Integral domains

Now that you have seen a few examples of rings, we will talk about a particular kind of ring called an integral domain.

There is a fact about \(\mathbb{R}\) which you might know already, called the cancellation law, which says that for any \(a, b, c \in \mathbb{R}\), such that \(a \neq 0\) and \(ab = ac\), it must be the case that \(b = c\). We can establish this without too much effort: since \(a\) is nonzero, we can divide both sides of the equation \(ab = ac\) by \(a\), and this yields the desired result.

Now \(\mathbb{R}\) is a ring, so we might now wonder if a version of the above statement is true for all rings. In fact it is not, and at this point I can show you two counterexamples!

First recall the ring \(\mathbb{Z}_{12}\). In this ring, if we let \(a = \overline{6}, b = \overline{5},\) and \(c = \overline{1}\), then \(a \neq \overline{0}\) and \(ab = ac\), but \(b \neq c\) (check this!).

Now, consider the ring \(\mathrm{Mat}(2;\mathbb{R})\). In this ring, we have

\[\begin{split}\begin{bmatrix} 1 & 1 \\ 1 & 1 \end{bmatrix} \begin{bmatrix} 0 & 0 \\ 0 & 0 \end{bmatrix} = \begin{bmatrix} 0 & 0 \\ 0 & 0 \end{bmatrix}\end{split}\]

but also

\[\begin{split}\begin{bmatrix} 1 & 1 \\ 1 & 1 \end{bmatrix} \begin{bmatrix} -1 & -1 \\ 1 & 1 \end{bmatrix} = \begin{bmatrix} 0 & 0 \\ 0 & 0 \end{bmatrix}\end{split}\]

so if we define

\[ \begin{align}\begin{aligned}\begin{split}A = \begin{bmatrix} 1 & 1 \\ 1 & 1 \end{bmatrix}\end{split}\\\begin{split}B = \begin{bmatrix} 0 & 0 \\ 0 & 0 \end{bmatrix}\end{split}\\\begin{split}C = \begin{bmatrix} -1 & -1 \\ 1 & 1 \end{bmatrix}\end{split}\end{aligned}\end{align} \]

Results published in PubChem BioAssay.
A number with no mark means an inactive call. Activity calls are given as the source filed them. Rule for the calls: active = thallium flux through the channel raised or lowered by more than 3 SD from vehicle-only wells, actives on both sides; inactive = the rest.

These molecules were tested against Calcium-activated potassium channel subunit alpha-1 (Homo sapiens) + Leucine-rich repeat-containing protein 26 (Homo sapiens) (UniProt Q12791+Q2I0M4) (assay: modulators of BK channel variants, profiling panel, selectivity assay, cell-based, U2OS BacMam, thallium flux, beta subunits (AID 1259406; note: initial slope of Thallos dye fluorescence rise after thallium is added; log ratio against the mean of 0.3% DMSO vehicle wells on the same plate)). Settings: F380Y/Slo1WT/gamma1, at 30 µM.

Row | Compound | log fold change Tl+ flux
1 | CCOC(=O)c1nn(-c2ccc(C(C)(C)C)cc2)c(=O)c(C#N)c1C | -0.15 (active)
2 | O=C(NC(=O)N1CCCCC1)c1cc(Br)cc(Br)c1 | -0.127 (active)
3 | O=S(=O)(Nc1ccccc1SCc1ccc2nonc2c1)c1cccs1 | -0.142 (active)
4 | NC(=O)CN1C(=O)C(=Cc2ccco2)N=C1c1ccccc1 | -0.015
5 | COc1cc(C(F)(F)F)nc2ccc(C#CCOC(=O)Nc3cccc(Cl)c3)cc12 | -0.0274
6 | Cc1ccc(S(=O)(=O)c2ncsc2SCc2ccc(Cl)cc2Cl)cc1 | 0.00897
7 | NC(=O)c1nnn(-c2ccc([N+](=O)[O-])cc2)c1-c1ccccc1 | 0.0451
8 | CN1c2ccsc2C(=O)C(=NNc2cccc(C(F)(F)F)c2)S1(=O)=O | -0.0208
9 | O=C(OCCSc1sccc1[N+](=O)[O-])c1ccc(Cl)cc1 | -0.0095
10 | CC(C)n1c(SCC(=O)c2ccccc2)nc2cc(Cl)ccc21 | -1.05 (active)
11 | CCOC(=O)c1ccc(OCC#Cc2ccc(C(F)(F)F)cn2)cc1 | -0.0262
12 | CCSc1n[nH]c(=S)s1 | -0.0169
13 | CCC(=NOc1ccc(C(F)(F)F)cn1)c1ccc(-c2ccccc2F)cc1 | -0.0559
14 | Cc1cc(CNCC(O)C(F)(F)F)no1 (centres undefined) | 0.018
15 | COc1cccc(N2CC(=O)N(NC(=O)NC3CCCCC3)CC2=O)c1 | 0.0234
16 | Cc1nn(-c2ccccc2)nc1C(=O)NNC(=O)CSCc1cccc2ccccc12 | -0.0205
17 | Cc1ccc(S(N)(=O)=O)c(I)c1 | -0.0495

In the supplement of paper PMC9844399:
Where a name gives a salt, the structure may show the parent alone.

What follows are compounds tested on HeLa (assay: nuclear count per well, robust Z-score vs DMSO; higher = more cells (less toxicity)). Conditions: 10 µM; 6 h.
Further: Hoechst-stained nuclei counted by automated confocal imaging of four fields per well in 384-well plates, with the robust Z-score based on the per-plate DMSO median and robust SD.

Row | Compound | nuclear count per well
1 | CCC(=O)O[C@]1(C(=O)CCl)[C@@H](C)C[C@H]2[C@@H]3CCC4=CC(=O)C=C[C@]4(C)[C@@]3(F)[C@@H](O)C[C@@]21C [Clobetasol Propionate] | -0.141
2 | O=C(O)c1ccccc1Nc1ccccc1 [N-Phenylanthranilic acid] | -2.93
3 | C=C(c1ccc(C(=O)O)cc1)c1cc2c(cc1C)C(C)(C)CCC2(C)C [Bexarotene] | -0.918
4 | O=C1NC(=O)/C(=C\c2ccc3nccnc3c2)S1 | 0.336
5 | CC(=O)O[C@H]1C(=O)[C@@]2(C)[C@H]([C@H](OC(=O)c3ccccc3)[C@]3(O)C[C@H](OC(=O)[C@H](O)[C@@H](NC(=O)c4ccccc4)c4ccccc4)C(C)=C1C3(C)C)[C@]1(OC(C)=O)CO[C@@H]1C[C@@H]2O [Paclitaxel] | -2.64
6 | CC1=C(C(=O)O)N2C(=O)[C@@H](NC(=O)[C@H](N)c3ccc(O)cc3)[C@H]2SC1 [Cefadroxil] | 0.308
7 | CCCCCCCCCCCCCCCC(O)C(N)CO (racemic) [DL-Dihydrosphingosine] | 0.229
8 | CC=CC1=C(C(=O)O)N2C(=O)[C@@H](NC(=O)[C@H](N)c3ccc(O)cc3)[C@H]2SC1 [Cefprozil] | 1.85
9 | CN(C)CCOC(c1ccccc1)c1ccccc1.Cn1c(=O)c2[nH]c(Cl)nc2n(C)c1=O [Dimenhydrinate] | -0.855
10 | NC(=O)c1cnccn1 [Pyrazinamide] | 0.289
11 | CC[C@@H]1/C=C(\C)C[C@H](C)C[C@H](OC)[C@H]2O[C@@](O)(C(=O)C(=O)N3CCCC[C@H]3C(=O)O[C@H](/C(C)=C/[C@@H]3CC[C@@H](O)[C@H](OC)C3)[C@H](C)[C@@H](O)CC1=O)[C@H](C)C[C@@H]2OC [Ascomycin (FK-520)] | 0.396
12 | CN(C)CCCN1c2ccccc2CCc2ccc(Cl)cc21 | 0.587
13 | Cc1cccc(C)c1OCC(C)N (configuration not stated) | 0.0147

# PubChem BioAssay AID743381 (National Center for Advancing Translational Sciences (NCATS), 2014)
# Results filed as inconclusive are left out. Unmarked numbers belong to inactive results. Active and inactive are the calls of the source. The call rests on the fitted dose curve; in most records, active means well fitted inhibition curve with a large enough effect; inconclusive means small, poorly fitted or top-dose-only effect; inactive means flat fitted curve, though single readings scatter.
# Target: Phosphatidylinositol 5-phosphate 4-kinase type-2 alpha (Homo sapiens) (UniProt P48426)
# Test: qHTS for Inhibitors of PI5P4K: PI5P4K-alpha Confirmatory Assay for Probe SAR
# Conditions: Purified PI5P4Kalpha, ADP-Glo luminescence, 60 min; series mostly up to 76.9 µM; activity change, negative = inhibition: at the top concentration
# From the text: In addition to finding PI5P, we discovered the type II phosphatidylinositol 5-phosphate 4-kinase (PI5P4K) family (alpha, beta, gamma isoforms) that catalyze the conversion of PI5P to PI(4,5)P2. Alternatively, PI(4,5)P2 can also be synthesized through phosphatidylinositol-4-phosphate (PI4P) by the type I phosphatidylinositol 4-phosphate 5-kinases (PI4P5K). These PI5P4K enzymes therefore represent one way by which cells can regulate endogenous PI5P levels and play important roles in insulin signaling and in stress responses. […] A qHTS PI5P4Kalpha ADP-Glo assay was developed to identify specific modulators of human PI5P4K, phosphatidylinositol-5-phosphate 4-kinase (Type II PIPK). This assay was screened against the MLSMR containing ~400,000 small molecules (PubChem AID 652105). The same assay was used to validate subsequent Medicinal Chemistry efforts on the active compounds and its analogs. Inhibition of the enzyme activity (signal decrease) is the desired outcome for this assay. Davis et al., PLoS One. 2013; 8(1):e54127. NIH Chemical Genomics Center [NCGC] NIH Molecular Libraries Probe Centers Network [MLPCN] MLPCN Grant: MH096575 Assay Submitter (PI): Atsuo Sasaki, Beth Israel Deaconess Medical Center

then we have \(AB = AC\) and \(A \neq 0\), but \(B \neq C\).

So what do we do now? Clearly the cancellation law holds for some rings, but not all of them. Whenever we come across a new ring, or if we are just working with some abstract ring and we don’t know which specific ring it is, we would like to be able to say whether the cancellation law holds in it.

To do this we need a new definition. Let \(R\) be any ring, and let \(a \in R\) with \(a\) nonzero. We say that \(a\) is a zero-divisor if there exists a nonzero \(b \in R\) such that either \(ab = 0\) or \(ba = 0\).


In a commutative ring \(ab\) is always equal to \(ba\), so it is redundant to say “either \(ab = 0\) or \(ba = 0\)”; we might as well just say “\(ab = 0\)”. However, we want our theory to work with noncommutative rings too, which is why we specify that either \(ab = 0\) or \(ba = 0\).

Exercise 6.1. Show that \(a = \overline{3}\) is a zero-divisor in \(\mathbb{Z}_{12}\) by finding a value \(b\) such that \(ab = \overline{0}\).

Exercise 6.2. Let \(R\) be any ring. Show that the multiplicative identity in \(R\) cannot be a zero-divisor.

Now we can introduce integral domains; an integral domain is a non-zero commutative ring which has no zero-divisors. We can equivalently define an integral domain as a non-zero commutative ring \(R\) in which for all \(a, b \in R\), if both \(a \neq 0\) and \(b \neq 0\) then their product \(ab \neq 0\) (why?).